Most of my clients leave work at around 5 pm, and by the time they get to the neighbourhood, it’s a few minutes to 7 pm due to traffic jams and some preferring to walk home. At this point, the clients prefer going straight to buy food for supper before selling points are closed because of the curfew. There is a community alarm that goes off warning people that they should start going home as the curfew is about to begin.  Within no time the police come and start dispersing people.  Some customers start running away without even paying me.

She’s had to cut back on how much credit she can extend her customers.

I used to have some customers who would pay me weekly, fortnightly, and monthly, lining up with however they were paid at work.  I can’t do that anymore.  I don’t know if people will be able to pay given this virus issue.  I also have to buy stock and feed my family.

She tells us she will have to get creative to keep some income coming into the house:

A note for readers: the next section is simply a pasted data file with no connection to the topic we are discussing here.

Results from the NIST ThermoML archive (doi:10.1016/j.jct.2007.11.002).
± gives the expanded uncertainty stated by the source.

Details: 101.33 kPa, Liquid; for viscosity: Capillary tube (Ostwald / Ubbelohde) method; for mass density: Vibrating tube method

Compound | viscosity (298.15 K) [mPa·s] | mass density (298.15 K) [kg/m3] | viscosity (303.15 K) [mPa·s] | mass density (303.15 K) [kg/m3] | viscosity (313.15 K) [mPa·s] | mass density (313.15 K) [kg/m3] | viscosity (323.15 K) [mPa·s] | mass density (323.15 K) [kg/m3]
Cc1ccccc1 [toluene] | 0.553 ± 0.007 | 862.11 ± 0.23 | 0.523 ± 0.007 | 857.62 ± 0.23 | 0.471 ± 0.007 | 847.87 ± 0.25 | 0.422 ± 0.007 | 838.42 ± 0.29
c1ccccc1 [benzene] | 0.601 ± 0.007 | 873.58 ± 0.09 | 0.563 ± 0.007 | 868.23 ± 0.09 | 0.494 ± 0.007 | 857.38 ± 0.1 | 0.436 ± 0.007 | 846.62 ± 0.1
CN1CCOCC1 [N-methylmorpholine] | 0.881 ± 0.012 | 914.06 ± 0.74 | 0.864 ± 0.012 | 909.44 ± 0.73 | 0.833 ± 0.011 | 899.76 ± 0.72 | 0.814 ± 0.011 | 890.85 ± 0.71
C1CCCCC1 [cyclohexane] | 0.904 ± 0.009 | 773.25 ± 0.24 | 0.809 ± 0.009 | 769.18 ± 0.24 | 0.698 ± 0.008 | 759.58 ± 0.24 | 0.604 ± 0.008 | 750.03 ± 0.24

Instead of selling coffee in the evening, I’m going to try and start selling at 2pm by hawking it to any willing buyer I can find door-to-door.  Immediately when I hand you coffee, you pay, so that if I have to run from police, I can be done with you and won’t lose money.  This might help me boost my sales and cut my losses. 

Paul’s business has had to stop completely because of the virus.  “I’m the only breadwinner now,” Rachel tells us.  Customers have evaporated for all kinds of businesses and casual workers have no way to earn an income.  Rachel feels lucky that even though her revenues are down by about half, there’s still some money coming through the door.  There’s still food in her local shops, too.  “What’s missing is money!” she says.

The financial squeeze has made it harder for her to send money to her mother in Kitale.  “I normally send my mom Ksh 200 (about $2) daily for her chama and daily spending, but this month, I’ve had to only send Ksh 100 ($1).”  Her mother was asking her to send Ksh 700 ($7) so they could buy some farming inputs, but Rachel just couldn’t do it.  If things get worse, she tells us she’ll have to stop sending her mom money completely.